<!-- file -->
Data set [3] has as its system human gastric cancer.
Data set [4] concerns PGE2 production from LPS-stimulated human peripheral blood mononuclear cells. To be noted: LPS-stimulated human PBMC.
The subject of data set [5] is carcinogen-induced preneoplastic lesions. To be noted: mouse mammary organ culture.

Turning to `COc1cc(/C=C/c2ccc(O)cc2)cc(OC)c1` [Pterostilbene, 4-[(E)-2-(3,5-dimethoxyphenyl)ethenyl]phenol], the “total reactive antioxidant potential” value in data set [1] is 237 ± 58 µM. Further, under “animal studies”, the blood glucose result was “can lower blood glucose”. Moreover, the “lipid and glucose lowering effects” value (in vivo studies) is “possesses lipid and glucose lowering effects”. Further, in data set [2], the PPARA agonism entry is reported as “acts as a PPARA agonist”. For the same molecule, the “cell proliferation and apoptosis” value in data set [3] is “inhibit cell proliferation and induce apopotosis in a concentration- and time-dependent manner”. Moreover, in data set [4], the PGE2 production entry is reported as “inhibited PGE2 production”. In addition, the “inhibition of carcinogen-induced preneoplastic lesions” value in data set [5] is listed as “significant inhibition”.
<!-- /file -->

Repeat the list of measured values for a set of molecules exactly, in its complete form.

Data set [3] has as its system human gastric cancer.
Data set [4] concerns PGE2 production from LPS-stimulated human peripheral blood mononuclear cells. To be noted: LPS-stimulated human PBMC.
The subject of data set [5] is carcinogen-induced preneoplastic lesions. To be noted: mouse mammary organ culture.

Turning to `COc1cc(/C=C/c2ccc(O)cc2)cc(OC)c1` [Pterostilbene, 4-[(E)-2-(3,5-dimethoxyphenyl)ethenyl]phenol], the “total reactive antioxidant potential” value in data set [1] is 237 ± 58 µM. Further, under “animal studies”, the blood glucose result was “can lower blood glucose”. Moreover, the “lipid and glucose lowering effects” value (in vivo studies) is “possesses lipid and glucose lowering effects”. Further, in data set [2], the PPARA agonism entry is reported as “acts as a PPARA agonist”. For the same molecule, the “cell proliferation and apoptosis” value in data set [3] is “inhibit cell proliferation and induce apopotosis in a concentration- and time-dependent manner”. Moreover, in data set [4], the PGE2 production entry is reported as “inhibited PGE2 production”. In addition, the “inhibition of carcinogen-induced preneoplastic lesions” value in data set [5] is listed as “significant inhibition”.